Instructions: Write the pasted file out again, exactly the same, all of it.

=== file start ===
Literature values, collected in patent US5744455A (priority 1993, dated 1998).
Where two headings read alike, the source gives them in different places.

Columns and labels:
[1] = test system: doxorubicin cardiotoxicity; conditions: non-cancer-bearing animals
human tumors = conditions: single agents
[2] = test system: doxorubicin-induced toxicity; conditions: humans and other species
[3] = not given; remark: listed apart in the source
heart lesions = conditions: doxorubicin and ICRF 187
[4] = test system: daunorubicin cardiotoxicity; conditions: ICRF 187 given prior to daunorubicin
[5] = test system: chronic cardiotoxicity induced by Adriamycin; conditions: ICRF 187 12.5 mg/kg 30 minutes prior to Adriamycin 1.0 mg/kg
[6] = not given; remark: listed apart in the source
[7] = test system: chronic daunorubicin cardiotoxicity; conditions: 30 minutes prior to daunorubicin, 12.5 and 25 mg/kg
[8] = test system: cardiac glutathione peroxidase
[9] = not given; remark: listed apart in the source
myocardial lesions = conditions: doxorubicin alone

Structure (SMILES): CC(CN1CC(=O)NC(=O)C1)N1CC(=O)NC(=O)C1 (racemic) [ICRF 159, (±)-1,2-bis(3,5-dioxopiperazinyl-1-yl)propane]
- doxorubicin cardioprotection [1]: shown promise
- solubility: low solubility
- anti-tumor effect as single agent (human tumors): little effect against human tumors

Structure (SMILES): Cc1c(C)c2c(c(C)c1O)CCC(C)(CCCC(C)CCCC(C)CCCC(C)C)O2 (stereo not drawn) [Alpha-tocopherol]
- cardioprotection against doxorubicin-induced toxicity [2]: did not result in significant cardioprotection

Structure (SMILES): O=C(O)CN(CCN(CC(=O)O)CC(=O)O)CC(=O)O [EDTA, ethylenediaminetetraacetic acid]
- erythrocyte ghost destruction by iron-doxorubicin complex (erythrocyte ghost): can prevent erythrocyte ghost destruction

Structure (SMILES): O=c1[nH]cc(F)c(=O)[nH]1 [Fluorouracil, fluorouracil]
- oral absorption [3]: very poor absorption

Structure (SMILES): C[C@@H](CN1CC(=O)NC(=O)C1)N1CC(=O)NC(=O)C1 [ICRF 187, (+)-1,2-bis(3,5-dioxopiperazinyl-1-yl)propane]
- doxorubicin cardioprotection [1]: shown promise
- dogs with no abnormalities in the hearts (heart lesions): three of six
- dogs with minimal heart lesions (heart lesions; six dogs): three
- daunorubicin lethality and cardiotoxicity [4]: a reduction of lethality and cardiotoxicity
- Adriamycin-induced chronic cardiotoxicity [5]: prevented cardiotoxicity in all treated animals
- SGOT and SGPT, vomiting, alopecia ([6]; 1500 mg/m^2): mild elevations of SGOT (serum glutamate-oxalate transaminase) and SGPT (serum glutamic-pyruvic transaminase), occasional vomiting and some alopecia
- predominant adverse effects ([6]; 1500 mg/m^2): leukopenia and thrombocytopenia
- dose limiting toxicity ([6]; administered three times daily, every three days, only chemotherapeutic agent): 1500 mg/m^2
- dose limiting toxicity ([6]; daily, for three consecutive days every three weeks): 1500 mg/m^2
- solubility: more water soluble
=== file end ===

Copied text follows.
Literature values, collected in patent US5744455A (priority 1993, dated 1998).
Where two headings read alike, the source gives them in different places.

Columns and labels:
[1] = test system: doxorubicin cardiotoxicity; conditions: non-cancer-bearing animals
human tumors = conditions: single agents
[2] = test system: doxorubicin-induced toxicity; conditions: humans and other species
[3] = not given; remark: listed apart in the source
heart lesions = conditions: doxorubicin and ICRF 187
[4] = test system: daunorubicin cardiotoxicity; conditions: ICRF 187 given prior to daunorubicin
[5] = test system: chronic cardiotoxicity induced by Adriamycin; conditions: ICRF 187 12.5 mg/kg 30 minutes prior to Adriamycin 1.0 mg/kg
[6] = not given; remark: listed apart in the source
[7] = test system: chronic daunorubicin cardiotoxicity; conditions: 30 minutes prior to daunorubicin, 12.5 and 25 mg/kg
[8] = test system: cardiac glutathione peroxidase
[9] = not given; remark: listed apart in the source
myocardial lesions = conditions: doxorubicin alone

Structure (SMILES): CC(CN1CC(=O)NC(=O)C1)N1CC(=O)NC(=O)C1 (racemic) [ICRF 159, (±)-1,2-bis(3,5-dioxopiperazinyl-1-yl)propane]
- doxorubicin cardioprotection [1]: shown promise
- solubility: low solubility
- anti-tumor effect as single agent (human tumors): little effect against human tumors

Structure (SMILES): Cc1c(C)c2c(c(C)c1O)CCC(C)(CCCC(C)CCCC(C)CCCC(C)C)O2 (stereo not drawn) [Alpha-tocopherol]
- cardioprotection against doxorubicin-induced toxicity [2]: did not result in significant cardioprotection

Structure (SMILES): O=C(O)CN(CCN(CC(=O)O)CC(=O)O)CC(=O)O [EDTA, ethylenediaminetetraacetic acid]
- erythrocyte ghost destruction by iron-doxorubicin complex (erythrocyte ghost): can prevent erythrocyte ghost destruction

Structure (SMILES): O=c1[nH]cc(F)c(=O)[nH]1 [Fluorouracil, fluorouracil]
- oral absorption [3]: very poor absorption

Structure (SMILES): C[C@@H](CN1CC(=O)NC(=O)C1)N1CC(=O)NC(=O)C1 [ICRF 187, (+)-1,2-bis(3,5-dioxopiperazinyl-1-yl)propane]
- doxorubicin cardioprotection [1]: shown promise
- dogs with no abnormalities in the hearts (heart lesions): three of six
- dogs with minimal heart lesions (heart lesions; six dogs): three
- daunorubicin lethality and cardiotoxicity [4]: a reduction of lethality and cardiotoxicity
- Adriamycin-induced chronic cardiotoxicity [5]: prevented cardiotoxicity in all treated animals
- SGOT and SGPT, vomiting, alopecia ([6]; 1500 mg/m^2): mild elevations of SGOT (serum glutamate-oxalate transaminase) and SGPT (serum glutamic-pyruvic transaminase), occasional vomiting and some alopecia
- predominant adverse effects ([6]; 1500 mg/m^2): leukopenia and thrombocytopenia
- dose limiting toxicity ([6]; administered three times daily, every three days, only chemotherapeutic agent): 1500 mg/m^2
- dose limiting toxicity ([6]; daily, for three consecutive days every three weeks): 1500 mg/m^2
- solubility: more water soluble